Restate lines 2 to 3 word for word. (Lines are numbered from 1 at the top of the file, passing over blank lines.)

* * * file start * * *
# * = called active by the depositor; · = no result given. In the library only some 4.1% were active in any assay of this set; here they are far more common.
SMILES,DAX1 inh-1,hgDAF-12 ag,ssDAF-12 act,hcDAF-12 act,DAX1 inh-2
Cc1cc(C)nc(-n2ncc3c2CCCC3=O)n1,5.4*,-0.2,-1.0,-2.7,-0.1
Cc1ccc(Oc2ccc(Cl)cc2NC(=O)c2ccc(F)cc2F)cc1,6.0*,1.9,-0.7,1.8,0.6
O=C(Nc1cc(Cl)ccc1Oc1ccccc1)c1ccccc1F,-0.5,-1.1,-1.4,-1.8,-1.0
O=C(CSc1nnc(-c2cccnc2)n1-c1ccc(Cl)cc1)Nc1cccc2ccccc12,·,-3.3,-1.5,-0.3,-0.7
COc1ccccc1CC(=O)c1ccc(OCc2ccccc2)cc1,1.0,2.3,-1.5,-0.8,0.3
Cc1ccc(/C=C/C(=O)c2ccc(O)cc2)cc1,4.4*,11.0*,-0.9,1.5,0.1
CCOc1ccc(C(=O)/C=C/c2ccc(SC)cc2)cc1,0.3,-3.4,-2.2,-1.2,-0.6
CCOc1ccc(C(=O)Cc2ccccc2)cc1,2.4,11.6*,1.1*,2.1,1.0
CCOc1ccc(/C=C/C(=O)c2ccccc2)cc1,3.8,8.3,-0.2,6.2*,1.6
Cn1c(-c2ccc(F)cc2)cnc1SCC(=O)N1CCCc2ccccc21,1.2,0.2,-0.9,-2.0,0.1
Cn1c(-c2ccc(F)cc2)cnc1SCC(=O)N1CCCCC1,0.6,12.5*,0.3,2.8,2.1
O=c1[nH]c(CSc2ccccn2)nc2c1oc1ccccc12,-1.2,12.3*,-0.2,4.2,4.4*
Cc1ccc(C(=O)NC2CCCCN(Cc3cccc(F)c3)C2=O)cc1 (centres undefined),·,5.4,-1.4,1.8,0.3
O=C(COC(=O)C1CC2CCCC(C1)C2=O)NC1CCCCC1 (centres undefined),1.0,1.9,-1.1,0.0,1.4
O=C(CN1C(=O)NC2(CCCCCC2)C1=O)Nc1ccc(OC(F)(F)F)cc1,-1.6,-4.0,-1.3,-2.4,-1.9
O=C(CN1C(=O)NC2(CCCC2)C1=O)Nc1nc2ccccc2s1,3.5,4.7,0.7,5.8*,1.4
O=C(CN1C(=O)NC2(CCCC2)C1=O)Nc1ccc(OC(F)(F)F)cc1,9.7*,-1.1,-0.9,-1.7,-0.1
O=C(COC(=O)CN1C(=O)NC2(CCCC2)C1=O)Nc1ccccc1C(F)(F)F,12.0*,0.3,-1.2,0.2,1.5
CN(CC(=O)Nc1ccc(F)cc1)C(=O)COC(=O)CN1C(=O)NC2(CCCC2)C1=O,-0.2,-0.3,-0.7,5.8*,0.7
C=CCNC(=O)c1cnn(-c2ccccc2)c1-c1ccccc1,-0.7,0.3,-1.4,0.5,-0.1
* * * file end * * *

SMILES,DAX1 inh-1,hgDAF-12 ag,ssDAF-12 act,hcDAF-12 act,DAX1 inh-2
Cc1cc(C)nc(-n2ncc3c2CCCC3=O)n1,5.4*,-0.2,-1.0,-2.7,-0.1